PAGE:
Jerome, M. K. (2007). The state of accommodations for fifth grade students with disabilities on the Virginia SOL reading, writing, and math tests (Publication No. 3289706) [Doctoral dissertation, George Mason University]. ProQuest Dissertations and Theses Global. https://www.proquest.com/docview/304322852
George Mason University (Fairfax, VA); ProQuest document ID: 304322852
The purpose of the study was to examine the use of test accommodations as offered across a state, and the impact of accommodations on the statewide performance of students with disabilities in large-scale assessments. There were at least 26 accommodation codes in the dataset; the numbers of accommodations concurrently provided to students with disabilities were also analyzed.
An extant database of student characteristics and assessment results in Virginia (U.S.) included 11,064 writing scores, 13,606 math scores, and 15,212 reading scores from grade 5 students with disabilities. Students with specific learning disabilities (SLD) encompassed nearly half (49.2%) of the data set of examinees with a disability, followed by students with other health impairments (OHI) at 15.5% and speech language impairments (SLI) with 11.8%. However, other disability groups such as severe disabilities (SD) and deaf-blindness (DB) represent less than 0.1% of the testing sample.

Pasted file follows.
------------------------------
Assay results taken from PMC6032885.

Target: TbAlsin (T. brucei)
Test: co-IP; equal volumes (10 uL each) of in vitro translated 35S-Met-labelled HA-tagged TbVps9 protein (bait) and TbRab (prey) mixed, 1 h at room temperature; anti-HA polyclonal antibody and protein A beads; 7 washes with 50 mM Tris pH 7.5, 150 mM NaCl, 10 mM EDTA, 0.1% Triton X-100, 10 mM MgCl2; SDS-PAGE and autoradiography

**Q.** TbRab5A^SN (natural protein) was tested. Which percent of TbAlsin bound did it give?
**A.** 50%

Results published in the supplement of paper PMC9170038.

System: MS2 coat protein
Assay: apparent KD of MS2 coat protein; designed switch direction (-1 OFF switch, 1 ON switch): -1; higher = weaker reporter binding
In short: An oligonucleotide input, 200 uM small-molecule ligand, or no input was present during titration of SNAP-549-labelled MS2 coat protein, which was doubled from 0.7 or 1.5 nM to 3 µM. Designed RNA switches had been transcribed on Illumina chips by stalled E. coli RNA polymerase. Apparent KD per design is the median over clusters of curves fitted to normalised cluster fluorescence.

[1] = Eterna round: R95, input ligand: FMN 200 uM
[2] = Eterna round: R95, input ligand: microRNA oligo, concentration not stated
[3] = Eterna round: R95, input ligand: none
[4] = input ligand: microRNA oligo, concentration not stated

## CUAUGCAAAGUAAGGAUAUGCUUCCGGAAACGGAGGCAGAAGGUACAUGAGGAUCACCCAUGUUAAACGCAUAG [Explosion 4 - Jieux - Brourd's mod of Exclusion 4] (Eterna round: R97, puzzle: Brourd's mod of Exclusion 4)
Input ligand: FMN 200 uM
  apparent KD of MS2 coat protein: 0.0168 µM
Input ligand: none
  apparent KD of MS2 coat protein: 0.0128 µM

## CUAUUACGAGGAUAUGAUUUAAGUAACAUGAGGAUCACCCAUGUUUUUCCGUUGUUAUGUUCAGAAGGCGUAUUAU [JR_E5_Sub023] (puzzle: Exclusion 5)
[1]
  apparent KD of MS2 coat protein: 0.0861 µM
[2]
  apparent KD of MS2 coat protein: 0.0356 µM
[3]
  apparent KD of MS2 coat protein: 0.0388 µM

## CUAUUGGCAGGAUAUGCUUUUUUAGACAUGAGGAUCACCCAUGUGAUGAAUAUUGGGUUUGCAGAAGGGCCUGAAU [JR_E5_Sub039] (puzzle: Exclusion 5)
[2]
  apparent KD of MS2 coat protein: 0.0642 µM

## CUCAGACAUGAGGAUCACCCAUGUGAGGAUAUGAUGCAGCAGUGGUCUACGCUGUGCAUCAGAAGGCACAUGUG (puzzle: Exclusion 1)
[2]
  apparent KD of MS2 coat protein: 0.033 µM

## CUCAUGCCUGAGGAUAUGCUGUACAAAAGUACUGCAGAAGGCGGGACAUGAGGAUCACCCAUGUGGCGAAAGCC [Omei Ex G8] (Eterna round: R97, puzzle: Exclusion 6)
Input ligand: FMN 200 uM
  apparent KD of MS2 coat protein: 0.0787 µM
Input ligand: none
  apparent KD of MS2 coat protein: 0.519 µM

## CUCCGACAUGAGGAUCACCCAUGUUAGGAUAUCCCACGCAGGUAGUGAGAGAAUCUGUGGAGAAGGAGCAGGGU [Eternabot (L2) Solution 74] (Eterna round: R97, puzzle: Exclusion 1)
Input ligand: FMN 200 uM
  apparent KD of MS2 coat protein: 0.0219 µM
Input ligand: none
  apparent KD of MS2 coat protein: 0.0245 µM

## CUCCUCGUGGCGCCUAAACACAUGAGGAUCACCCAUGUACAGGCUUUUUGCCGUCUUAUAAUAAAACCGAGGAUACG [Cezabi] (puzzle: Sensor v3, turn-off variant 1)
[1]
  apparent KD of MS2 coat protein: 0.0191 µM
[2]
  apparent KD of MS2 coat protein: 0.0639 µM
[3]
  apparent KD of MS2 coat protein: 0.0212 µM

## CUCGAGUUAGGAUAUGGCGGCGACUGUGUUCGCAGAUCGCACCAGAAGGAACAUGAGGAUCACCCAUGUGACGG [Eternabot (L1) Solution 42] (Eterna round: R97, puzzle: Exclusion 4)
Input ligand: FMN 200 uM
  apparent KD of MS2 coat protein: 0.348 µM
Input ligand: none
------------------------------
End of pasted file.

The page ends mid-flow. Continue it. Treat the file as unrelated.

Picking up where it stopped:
The extant dataset of scores on the state assessments in the state's 2006–2007 test administration was analyzed for patterns of performance. These assessments included the Virginia Standards of Learning Programs (SOLs) English: Reading, Literature & Research Test, English: Writing Test, and the Mathematics Test at the grade 5 level.
Results from this study indicate that 77.9% of students with disabilities used an accommodation during the state assessments, while 70% of students used more than one accommodation. The pass rate of all students with disabilities was consistently lower than the state-reported pass rate for all grade 5 students on the Spring 2004 administration, with students using accommodations having the lowest performance rate. Limitations of the study were reported, and future research possibilities were suggested.